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Dance review: Kyle Abraham's 'Radio Show' at REDCAT

October 20, 2011 |  8:00 pm

Kyle
Onstage at the REDCAT, New York-based choreographer Kyle Abraham is dancing a sublimely funky R&B solo with such perfect panache that it's a shock when he suddenly pauses, his head sadly nodding, one hand twitching, as if his soul train had become suddenly, irrevocably derailed.

The back of his shirt is slashed and torn, the recorded music chopped into a collage of fragments, and the sense of continuity -- social as well as personal -- fractured beyond repair. Welcome to “The Radio Show,” Abraham's nonlinear 75-minute action-painting of contemporary America that opened Wednesday for a four-performance run.

Abraham's feelings about the closure of a Pittsburgh radio station and his father's descent into Alzheimer's shaped the piece, but its sense of displacement and loss transcends specifics. One moment Elyse Morris will exult in her high-voltage virtuosity and the next her control will shatter into violent spasms or a mournful stillness. Intimacy between Rena Butler and Chalvar Monteiro looks promising but hasn't a chance. And Hsiao-Jou Tang doesn't even struggle against the changes she sees in herself. Her meditative solo-in-silence is mostly about resignation.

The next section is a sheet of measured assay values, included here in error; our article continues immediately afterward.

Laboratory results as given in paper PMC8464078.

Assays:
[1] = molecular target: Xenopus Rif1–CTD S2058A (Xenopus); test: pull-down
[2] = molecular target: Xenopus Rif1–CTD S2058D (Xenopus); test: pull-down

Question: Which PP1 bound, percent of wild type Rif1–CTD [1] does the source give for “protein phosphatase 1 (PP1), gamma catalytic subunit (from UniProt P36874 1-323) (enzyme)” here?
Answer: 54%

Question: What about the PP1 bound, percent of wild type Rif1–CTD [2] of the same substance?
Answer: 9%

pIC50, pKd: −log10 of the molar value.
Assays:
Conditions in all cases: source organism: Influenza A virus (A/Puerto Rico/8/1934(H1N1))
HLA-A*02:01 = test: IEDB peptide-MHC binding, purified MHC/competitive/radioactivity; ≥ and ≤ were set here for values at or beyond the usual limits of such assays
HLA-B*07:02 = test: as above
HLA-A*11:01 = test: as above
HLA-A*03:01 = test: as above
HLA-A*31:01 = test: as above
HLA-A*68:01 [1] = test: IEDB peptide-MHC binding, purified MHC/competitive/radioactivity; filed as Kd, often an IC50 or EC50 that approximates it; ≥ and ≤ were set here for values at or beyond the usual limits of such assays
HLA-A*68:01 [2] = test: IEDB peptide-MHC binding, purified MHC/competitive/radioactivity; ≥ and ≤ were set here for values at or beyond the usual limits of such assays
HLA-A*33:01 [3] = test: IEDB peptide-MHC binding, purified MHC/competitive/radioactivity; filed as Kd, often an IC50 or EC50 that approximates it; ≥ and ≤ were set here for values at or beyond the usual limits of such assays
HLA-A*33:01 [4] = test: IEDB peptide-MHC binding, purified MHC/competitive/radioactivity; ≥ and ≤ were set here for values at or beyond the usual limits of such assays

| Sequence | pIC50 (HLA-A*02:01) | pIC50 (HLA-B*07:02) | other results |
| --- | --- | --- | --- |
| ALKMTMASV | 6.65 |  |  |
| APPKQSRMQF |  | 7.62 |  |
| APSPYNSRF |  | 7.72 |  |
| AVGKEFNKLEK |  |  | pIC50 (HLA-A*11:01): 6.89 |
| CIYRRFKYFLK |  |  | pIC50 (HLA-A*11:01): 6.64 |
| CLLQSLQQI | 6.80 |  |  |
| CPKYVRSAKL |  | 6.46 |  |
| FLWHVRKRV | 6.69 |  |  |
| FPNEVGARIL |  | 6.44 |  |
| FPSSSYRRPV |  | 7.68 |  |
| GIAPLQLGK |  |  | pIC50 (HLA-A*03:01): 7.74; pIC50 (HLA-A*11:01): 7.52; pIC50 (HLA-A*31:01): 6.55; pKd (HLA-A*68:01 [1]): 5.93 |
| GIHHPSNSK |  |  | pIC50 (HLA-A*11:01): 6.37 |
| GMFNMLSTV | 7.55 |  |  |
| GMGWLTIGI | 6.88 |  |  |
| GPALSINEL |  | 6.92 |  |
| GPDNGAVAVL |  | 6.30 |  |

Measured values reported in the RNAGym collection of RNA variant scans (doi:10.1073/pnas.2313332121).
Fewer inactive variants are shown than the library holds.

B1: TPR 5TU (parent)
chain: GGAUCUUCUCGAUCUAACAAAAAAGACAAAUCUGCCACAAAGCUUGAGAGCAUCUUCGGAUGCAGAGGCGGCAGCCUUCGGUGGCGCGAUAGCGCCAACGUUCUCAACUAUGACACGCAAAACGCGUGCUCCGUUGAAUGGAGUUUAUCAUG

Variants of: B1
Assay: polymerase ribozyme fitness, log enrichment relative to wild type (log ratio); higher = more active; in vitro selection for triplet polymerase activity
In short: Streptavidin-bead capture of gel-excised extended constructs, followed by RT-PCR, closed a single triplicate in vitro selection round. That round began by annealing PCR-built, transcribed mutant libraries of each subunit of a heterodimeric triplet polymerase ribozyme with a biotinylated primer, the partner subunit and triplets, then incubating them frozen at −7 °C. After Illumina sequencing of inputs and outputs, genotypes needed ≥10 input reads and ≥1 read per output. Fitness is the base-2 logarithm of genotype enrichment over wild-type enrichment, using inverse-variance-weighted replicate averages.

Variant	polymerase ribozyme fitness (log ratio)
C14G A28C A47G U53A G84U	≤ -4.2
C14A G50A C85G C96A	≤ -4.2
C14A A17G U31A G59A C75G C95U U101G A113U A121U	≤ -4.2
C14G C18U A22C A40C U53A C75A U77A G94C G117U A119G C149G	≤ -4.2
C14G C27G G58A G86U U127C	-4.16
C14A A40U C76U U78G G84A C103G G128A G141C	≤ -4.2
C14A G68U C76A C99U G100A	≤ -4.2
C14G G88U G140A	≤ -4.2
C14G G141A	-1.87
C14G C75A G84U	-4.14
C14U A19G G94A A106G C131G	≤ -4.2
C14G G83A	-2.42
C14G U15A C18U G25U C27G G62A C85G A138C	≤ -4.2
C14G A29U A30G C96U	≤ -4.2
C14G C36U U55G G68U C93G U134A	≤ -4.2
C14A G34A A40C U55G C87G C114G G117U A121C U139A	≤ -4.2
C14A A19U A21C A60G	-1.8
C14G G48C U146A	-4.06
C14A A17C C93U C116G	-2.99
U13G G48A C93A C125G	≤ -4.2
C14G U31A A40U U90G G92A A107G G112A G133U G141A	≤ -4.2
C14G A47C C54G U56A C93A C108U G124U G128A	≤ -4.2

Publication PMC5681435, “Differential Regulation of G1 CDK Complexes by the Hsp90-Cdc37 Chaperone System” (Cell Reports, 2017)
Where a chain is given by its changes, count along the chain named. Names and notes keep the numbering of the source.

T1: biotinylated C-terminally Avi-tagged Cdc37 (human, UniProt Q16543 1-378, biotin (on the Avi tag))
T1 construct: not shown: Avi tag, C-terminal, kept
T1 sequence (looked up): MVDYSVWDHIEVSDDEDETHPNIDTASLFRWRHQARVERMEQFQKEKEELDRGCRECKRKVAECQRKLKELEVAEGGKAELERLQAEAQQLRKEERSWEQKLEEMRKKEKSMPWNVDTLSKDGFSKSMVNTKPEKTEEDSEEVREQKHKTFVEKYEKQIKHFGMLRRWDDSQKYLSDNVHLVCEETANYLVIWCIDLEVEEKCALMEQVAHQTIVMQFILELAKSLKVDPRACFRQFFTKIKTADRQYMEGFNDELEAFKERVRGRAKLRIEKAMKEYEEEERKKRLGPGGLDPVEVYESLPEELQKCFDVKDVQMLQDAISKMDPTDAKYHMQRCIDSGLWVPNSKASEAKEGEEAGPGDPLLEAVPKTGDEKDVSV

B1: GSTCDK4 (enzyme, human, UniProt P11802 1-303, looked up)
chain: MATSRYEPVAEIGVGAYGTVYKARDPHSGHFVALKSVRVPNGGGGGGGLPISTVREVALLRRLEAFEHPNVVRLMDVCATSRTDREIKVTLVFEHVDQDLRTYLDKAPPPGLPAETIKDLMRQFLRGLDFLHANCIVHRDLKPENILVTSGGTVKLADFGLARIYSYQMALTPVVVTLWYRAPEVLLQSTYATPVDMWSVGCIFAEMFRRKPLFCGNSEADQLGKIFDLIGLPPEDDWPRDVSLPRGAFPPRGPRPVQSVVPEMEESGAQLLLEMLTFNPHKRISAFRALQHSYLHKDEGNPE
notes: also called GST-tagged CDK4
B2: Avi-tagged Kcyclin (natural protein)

With few exceptions, the pervasive movement style is so bold and even fearless that you might not spot the intricacy of the choreography until the whole seven-member company dances in pluperfect unison. Indeed, matched moves make the second half of the piece an exciting company showpiece -- but often at the cost of the thematic rigor of Part 1.

There are a few intimations of Abraham's initial premise (his twitching hand just before the final fade-out, for example). But mostly you'll find a more literal approach to the selected songs along with an audience-participation segment conveying the forced jollity of a call-in radio show. It's all entertaining, one way or another, but not as remarkable as the deeply mournful vision brilliantly physicalized early on.

In addition to the dancers mentioned, the company includes Rachelle Rafailedes and Maleek Mahkail Washington. Dan Scully designed a lighting plan that subjects the dancers to moments of painful isolation as well as glaring assault. Somber music by Amber Lee Parker supplements the pop tracks dominating the evening.

-- Lewis Segal

Kyle Abraham/Abraham.In.Motion: “The Radio Show,” REDCAT, 631 W. 2nd St., downtown L.A. 8:30 p.m. Thursday-Saturday. $20 and $25. (213) 237-2800 or www.redcat.org.

Photo: A scene from Kyle Abraham's"The Radio Show." Credit: Steven Schreiber.

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